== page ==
‘The employers will play the role of supervising the learner in areas of the company that give the learner exposure to the areas they are developing skills in; mentoring the learner to acquire and apply the skills; as well as giving learners the first hand experience of what it is like to work in an industrial environment.’

    The benefit of being involved in the Coega Learnership Programme was outlined by Alan van Heerden of High Tech Automotive saying “It’s a good and a much quicker way to identify, recruit and retain talent.” The company “is considering hiring some of the 11 NQF Level Two Fabrication learners which have been with the company this year”. The company will increase its intake of learners to 15 when the current ones finish their programme.

    ‘There is little learnership administration by the employers as the training providers are responsible for managing the learning process and the CDC is responsible for project managing the learnership requirements, including learner disbursements and the contracting with employers, training providers and the Sector Education Training Authorities.

    ‘According to Duncan Grenfell, CDC Project Manager responsible for planning the learnership programme, “the benefit for the employer is that they have an additional pair of hands, at no cost and where the learning is managed effectively, learners can contribute to increasing output of the company. The employer may wish to employ the learner once the learner has qualified. The goal is to increase the skills base of the Nelson Mandela Bay to meeting its economic development programme”.


    African countries urged to trade amongst each other

    by Thapelo Sakoana, BuaNews

    Gauteng Premier Mbhazima Shilowa says African countries need to trade goods and services effectively among themselves in a bid to succeed in the global economy.

    "We must trade more with ourselves as Africans if we are to trade more effectively with the world," he told delegates attending the African Business Leaders Forum in Johannesburg on Thursday.

    The Premier said countries should develop economic infrastructure such as the integrated transport system to allow citizens work or do business within the continent.

    He acknowledged that efforts were already taken to create an environment for governments to work with the private sector to bring about economic recovery and stability in the continent.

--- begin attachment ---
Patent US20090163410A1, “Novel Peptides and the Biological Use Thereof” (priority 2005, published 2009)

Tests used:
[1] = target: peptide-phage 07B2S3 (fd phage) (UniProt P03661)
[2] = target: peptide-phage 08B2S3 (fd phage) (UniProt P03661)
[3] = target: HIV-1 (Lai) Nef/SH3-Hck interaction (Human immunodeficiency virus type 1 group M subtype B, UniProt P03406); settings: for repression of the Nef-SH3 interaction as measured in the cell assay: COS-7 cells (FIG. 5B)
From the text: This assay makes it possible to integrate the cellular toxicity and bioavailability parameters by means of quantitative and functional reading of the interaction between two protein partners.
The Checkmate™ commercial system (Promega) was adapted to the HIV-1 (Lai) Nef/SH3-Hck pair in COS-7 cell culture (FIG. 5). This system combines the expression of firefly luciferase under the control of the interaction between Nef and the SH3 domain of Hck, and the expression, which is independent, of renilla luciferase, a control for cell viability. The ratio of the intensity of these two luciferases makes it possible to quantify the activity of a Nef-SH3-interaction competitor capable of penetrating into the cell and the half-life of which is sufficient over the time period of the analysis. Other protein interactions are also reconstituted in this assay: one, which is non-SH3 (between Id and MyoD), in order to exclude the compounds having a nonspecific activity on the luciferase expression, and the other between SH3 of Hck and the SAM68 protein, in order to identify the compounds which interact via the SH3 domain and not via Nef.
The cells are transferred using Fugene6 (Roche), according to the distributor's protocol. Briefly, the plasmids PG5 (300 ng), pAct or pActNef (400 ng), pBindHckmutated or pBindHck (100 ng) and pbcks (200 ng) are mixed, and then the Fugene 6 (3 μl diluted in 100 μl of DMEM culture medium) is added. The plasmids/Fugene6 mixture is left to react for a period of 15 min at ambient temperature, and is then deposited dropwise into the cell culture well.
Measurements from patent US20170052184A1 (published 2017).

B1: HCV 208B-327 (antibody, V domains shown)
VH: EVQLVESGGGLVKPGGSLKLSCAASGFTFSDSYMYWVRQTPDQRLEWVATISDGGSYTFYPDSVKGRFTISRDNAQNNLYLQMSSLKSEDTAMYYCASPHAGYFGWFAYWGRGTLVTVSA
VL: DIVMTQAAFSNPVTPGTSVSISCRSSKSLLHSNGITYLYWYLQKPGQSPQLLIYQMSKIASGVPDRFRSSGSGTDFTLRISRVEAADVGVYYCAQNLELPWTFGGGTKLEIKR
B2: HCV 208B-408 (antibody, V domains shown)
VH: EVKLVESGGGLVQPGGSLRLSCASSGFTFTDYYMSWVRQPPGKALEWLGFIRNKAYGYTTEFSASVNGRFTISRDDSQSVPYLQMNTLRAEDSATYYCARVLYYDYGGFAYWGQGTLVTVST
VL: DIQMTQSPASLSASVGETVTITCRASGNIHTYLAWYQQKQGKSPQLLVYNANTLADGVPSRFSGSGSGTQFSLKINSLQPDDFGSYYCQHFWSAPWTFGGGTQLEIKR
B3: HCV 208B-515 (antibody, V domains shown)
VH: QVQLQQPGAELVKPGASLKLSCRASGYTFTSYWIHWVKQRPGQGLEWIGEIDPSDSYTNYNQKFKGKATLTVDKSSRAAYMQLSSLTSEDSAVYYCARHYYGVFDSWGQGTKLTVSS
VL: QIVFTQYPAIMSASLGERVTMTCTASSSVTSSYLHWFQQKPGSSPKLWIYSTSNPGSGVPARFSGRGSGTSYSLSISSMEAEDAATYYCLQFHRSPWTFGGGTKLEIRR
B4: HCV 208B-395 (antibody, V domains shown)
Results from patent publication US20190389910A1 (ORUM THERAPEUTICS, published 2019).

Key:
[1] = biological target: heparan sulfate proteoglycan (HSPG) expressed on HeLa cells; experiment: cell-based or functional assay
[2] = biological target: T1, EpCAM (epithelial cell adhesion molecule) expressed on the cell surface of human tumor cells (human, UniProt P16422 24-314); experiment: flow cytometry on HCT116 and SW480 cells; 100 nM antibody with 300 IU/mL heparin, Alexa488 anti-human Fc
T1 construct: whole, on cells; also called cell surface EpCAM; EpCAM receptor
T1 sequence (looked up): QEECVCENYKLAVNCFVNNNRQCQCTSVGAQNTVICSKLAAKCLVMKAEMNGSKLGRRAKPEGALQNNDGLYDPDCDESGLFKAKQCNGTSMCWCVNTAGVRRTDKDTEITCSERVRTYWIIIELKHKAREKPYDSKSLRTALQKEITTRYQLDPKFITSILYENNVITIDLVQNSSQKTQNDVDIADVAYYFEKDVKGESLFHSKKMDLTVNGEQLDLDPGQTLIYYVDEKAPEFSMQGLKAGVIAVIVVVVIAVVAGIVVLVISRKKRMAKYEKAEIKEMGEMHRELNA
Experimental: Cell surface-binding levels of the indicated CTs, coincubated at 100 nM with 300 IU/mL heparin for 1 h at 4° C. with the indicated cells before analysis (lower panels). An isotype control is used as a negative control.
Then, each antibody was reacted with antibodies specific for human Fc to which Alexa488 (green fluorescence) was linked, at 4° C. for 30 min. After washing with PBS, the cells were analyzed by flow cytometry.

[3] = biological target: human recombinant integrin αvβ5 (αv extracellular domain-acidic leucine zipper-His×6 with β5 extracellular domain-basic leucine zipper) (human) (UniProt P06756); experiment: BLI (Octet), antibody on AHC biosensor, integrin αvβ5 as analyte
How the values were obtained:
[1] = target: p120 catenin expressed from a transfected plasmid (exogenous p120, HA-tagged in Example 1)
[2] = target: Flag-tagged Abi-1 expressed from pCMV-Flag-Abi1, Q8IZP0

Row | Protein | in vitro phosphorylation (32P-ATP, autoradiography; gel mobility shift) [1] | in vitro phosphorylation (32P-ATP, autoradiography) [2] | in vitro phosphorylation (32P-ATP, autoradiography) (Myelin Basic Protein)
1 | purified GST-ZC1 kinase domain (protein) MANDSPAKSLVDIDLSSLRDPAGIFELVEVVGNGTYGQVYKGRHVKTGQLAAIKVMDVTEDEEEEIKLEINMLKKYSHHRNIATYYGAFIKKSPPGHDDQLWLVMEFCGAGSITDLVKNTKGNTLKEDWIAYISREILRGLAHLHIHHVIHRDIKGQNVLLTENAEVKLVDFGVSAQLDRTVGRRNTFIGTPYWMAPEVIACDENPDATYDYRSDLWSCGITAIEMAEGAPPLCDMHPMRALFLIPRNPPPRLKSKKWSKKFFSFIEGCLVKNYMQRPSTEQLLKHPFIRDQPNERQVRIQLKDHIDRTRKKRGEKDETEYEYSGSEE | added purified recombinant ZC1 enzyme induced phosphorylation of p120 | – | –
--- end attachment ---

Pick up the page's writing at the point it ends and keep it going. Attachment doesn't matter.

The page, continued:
"Through public-private partnership, the private sector business leaders need to examine the role they can play to speed-up the provision of infrastructure.

    "The challenge is to integrate transport to enable our people to work and do business in different parts of the continent without undue delays," he said.

    Shilowa said there was also a need to improve logistics in order to allow convenient movements of goods from the continent to local international markets.

    He noted that it was important for the continent to look for talent and skills among its people for it to be competitive in the global economy.

    "This means our human resources strategies must be based on a clear understanding of the kind of skills we need to compete today and the skills that will keep us on the competitive edge 20 years from today," he said.

    Another element that hampered economic growth was lack of support to small businesses, he said.

    "In the climate of continuing agricultural protectionism by the developed world, small businesses can play a decisive role in the recovery of agriculture on the continent.

    "Because of their low overhead expenses, small businesses can energise a productive African agricultural sector," said Shilowa.

    The Premier said there was a need to determine the support that could be offered to ordinary farmers while ensuring that the have land to farm on.

    He said crime levels also ought to be reduced to protect citizens and create a good climate for economic prosperity.

    "We have made good progress to achieve reduced conflicts and wars on the continent but there are pockets of instability which are not good for economic growth," he remarked.

    The event was attended by the former Zambian President Kenneth Kaunda and the Minister of Education in Ghana, Yaw Osafa Maafo and other dignitaries.


    Somalia: War of words over Islamic Courts’ role

    Nairobi, 20 Oct 2006 (IRIN) - An international forum trying to reconcile rival political groups in Somalia has urged the Islamic movement to refrain from further expanding its authority by military means and instead engage the transitional government in dialogue.